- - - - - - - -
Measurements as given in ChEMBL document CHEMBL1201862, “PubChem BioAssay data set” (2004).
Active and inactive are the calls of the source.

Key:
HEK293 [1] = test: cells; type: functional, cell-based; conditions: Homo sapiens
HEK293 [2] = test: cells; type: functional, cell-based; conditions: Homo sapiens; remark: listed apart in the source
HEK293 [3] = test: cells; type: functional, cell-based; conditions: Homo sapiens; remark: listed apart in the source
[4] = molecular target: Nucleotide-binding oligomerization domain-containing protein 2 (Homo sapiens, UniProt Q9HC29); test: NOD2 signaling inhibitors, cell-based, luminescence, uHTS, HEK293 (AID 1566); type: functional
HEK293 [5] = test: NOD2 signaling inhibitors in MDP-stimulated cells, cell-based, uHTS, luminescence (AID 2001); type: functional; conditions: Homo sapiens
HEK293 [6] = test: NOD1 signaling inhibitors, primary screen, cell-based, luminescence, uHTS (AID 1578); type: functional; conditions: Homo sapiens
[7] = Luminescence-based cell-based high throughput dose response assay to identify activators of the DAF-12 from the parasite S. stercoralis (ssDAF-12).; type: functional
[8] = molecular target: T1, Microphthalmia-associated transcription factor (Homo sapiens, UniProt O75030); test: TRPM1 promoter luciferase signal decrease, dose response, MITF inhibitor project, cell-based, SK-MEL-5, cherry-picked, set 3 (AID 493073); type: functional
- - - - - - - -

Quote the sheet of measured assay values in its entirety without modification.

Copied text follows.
Measurements as given in ChEMBL document CHEMBL1201862, “PubChem BioAssay data set” (2004).
Active and inactive are the calls of the source.

Key:
HEK293 [1] = test: cells; type: functional, cell-based; conditions: Homo sapiens
HEK293 [2] = test: cells; type: functional, cell-based; conditions: Homo sapiens; remark: listed apart in the source
HEK293 [3] = test: cells; type: functional, cell-based; conditions: Homo sapiens; remark: listed apart in the source
[4] = molecular target: Nucleotide-binding oligomerization domain-containing protein 2 (Homo sapiens, UniProt Q9HC29); test: NOD2 signaling inhibitors, cell-based, luminescence, uHTS, HEK293 (AID 1566); type: functional
HEK293 [5] = test: NOD2 signaling inhibitors in MDP-stimulated cells, cell-based, uHTS, luminescence (AID 2001); type: functional; conditions: Homo sapiens
HEK293 [6] = test: NOD1 signaling inhibitors, primary screen, cell-based, luminescence, uHTS (AID 1578); type: functional; conditions: Homo sapiens
[7] = Luminescence-based cell-based high throughput dose response assay to identify activators of the DAF-12 from the parasite S. stercoralis (ssDAF-12).; type: functional
[8] = molecular target: T1, Microphthalmia-associated transcription factor (Homo sapiens, UniProt O75030); test: TRPM1 promoter luciferase signal decrease, dose response, MITF inhibitor project, cell-based, SK-MEL-5, cherry-picked, set 3 (AID 493073); type: functional